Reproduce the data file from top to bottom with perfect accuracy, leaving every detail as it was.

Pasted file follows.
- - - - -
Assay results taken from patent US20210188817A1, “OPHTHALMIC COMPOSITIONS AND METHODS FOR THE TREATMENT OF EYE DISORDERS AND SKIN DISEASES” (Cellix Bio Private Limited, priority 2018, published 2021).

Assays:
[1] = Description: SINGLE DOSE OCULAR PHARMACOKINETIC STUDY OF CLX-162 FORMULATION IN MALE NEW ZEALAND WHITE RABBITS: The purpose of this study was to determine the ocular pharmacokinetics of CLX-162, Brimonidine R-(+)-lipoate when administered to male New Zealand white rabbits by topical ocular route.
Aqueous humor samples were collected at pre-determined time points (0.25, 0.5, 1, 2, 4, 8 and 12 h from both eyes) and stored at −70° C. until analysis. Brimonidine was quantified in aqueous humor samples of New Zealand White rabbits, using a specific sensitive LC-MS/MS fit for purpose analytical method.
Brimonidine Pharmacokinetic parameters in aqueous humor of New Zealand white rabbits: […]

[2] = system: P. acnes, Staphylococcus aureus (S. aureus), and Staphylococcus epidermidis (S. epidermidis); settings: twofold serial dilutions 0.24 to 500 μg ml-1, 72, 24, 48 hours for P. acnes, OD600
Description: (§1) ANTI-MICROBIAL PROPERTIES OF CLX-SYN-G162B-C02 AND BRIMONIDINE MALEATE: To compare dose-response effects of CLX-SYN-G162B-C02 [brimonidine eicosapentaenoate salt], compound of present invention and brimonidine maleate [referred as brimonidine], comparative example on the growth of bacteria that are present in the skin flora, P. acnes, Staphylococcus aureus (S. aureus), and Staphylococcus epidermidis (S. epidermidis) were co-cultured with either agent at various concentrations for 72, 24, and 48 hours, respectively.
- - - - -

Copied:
Assay results taken from patent US20210188817A1, “OPHTHALMIC COMPOSITIONS AND METHODS FOR THE TREATMENT OF EYE DISORDERS AND SKIN DISEASES” (Cellix Bio Private Limited, priority 2018, published 2021).

Assays:
[1] = Description: SINGLE DOSE OCULAR PHARMACOKINETIC STUDY OF CLX-162 FORMULATION IN MALE NEW ZEALAND WHITE RABBITS: The purpose of this study was to determine the ocular pharmacokinetics of CLX-162, Brimonidine R-(+)-lipoate when administered to male New Zealand white rabbits by topical ocular route.
Aqueous humor samples were collected at pre-determined time points (0.25, 0.5, 1, 2, 4, 8 and 12 h from both eyes) and stored at −70° C. until analysis. Brimonidine was quantified in aqueous humor samples of New Zealand White rabbits, using a specific sensitive LC-MS/MS fit for purpose analytical method.
Brimonidine Pharmacokinetic parameters in aqueous humor of New Zealand white rabbits: […]

[2] = system: P. acnes, Staphylococcus aureus (S. aureus), and Staphylococcus epidermidis (S. epidermidis); settings: twofold serial dilutions 0.24 to 500 μg ml-1, 72, 24, 48 hours for P. acnes, OD600
Description: (§1) ANTI-MICROBIAL PROPERTIES OF CLX-SYN-G162B-C02 AND BRIMONIDINE MALEATE: To compare dose-response effects of CLX-SYN-G162B-C02 [brimonidine eicosapentaenoate salt], compound of present invention and brimonidine maleate [referred as brimonidine], comparative example on the growth of bacteria that are present in the skin flora, P. acnes, Staphylococcus aureus (S. aureus), and Staphylococcus epidermidis (S. epidermidis) were co-cultured with either agent at various concentrations for 72, 24, and 48 hours, respectively.